Life-long endurance-trained elderly men have high aerobic power, but have similar muscle strength to non-active elderly men
The knee extensor and plantar flexor muscle groups of elderly men (age 70–100 years, N=15), who since adolescence had maintained an extremely high level of endurancebased physical activity (maximal oxygen uptake 41.9±4.8 mL.kg−1min−1 in subjects <80 years, (N=8) and 27.1±5.4 mL.kg−1min−1 in those >80 years, N=5), were compared in terms of maximum voluntary isometric strength and twitch contractile properties with the muscles of elderly men of a similar age who did not undertake any regular physical exercise (68–92 years, N=18) and of young control subjects who were recreationally active (21–36 years, N=17). No difference was observed in the maximum voluntary strength of the knee extensors (338±130 N vs 341±137 N) or plantar flexor muscle groups (106±24 Nm vs 115±46 Nm) between the endurance-trained and elderly control subjects. This was still the case when the subjects were divided into those above and below 80 years of age, or when the data were expressed relative to body weight. Both groups of elderly subjects were markedly weaker than the young control subjects. In the plantar flexors, twitch time to peak tension (TPT) was significantly (p<0.05) prolonged in both groups of elderly subjects vs the young control subjects. In the knee extensors, however, TPT was only prolonged in the endurance-trained athletes. Half relaxation time was prolonged in the knee extensors of both groups of elderly subjects, but only prolonged in the plantar flexors of the control subjects. The data raise the question of specificity of muscle usage, and its effect on skeletal muscle function, and suggest that endurance-based physical exercise may be of little value in maintaining muscle strength and speed of contraction in old age.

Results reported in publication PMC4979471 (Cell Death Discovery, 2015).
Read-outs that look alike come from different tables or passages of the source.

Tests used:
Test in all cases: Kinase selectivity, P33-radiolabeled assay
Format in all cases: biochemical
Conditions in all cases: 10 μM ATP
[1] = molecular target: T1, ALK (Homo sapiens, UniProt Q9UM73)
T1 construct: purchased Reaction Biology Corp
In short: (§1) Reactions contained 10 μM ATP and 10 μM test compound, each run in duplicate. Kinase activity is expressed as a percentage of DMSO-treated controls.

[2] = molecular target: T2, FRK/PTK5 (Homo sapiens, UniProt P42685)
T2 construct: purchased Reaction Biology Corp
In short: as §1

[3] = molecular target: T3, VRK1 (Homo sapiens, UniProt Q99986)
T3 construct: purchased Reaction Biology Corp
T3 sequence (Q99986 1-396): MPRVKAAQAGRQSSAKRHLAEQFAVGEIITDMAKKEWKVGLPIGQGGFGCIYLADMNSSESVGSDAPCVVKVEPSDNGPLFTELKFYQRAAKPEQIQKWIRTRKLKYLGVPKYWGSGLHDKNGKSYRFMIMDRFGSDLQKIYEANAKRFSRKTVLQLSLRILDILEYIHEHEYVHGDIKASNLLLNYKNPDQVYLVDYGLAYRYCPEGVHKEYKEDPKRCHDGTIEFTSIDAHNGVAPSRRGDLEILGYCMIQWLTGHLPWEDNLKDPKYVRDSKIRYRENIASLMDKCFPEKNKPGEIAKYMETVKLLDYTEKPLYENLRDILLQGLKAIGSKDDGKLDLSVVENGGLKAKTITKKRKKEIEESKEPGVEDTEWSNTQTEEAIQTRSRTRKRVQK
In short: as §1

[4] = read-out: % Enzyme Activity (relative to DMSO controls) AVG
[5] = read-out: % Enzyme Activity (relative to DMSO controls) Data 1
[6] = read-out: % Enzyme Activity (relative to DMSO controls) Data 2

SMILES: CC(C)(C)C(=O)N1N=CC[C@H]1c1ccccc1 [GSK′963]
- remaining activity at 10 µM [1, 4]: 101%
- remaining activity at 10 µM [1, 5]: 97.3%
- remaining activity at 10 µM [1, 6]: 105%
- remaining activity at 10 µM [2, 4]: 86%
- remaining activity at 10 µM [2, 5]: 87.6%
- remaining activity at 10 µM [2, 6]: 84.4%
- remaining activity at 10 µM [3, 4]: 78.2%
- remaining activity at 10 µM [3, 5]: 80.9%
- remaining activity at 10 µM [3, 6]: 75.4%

Key wordsContraction elderly exercise muscle strength
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